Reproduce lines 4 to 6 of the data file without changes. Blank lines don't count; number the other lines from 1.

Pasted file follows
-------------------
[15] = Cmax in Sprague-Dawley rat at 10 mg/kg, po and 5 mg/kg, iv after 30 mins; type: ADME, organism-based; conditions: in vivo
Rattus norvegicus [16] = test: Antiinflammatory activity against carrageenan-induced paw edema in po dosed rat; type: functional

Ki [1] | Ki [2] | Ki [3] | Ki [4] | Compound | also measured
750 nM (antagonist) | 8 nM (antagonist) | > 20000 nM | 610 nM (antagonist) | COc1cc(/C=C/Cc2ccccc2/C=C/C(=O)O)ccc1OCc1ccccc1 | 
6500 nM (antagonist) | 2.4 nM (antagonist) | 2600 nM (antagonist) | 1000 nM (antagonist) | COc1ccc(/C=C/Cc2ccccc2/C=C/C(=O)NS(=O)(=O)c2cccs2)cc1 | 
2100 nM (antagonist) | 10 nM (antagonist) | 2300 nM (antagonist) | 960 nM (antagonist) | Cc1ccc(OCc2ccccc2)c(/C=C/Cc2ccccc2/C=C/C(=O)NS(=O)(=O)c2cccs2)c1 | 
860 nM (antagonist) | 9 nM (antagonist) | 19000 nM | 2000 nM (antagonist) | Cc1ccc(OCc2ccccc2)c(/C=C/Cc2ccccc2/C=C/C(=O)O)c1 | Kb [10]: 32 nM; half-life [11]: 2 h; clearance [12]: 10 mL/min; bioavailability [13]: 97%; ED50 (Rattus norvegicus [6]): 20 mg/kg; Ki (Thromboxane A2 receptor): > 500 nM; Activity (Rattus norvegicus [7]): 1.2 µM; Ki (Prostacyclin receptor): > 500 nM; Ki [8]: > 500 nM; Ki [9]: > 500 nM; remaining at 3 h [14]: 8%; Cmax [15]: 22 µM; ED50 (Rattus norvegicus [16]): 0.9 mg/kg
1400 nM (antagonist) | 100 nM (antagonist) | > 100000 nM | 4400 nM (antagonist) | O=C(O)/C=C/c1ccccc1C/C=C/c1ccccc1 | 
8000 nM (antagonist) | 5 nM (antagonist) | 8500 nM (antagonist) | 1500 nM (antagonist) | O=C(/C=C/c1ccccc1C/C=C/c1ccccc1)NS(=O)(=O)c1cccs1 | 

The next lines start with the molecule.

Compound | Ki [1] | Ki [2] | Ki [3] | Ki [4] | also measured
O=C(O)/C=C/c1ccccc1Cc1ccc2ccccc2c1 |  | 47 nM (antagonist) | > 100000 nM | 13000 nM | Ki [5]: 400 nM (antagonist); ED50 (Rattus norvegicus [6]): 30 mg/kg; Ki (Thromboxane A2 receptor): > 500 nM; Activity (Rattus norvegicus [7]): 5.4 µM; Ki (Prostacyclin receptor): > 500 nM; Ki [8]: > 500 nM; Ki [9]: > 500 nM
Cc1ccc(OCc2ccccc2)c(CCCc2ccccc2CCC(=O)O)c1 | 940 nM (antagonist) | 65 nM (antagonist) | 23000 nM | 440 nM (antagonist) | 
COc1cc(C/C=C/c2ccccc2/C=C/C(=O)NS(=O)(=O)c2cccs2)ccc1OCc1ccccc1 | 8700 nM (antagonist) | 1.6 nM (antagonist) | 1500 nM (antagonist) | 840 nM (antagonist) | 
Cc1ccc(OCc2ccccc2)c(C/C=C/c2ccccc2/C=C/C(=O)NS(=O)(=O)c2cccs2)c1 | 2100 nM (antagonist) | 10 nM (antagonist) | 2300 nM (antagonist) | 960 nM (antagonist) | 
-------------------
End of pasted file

750 nM (antagonist) | 8 nM (antagonist) | > 20000 nM | 610 nM (antagonist) | COc1cc(/C=C/Cc2ccccc2/C=C/C(=O)O)ccc1OCc1ccccc1 | 
6500 nM (antagonist) | 2.4 nM (antagonist) | 2600 nM (antagonist) | 1000 nM (antagonist) | COc1ccc(/C=C/Cc2ccccc2/C=C/C(=O)NS(=O)(=O)c2cccs2)cc1 | 
2100 nM (antagonist) | 10 nM (antagonist) | 2300 nM (antagonist) | 960 nM (antagonist) | Cc1ccc(OCc2ccccc2)c(/C=C/Cc2ccccc2/C=C/C(=O)NS(=O)(=O)c2cccs2)c1 | 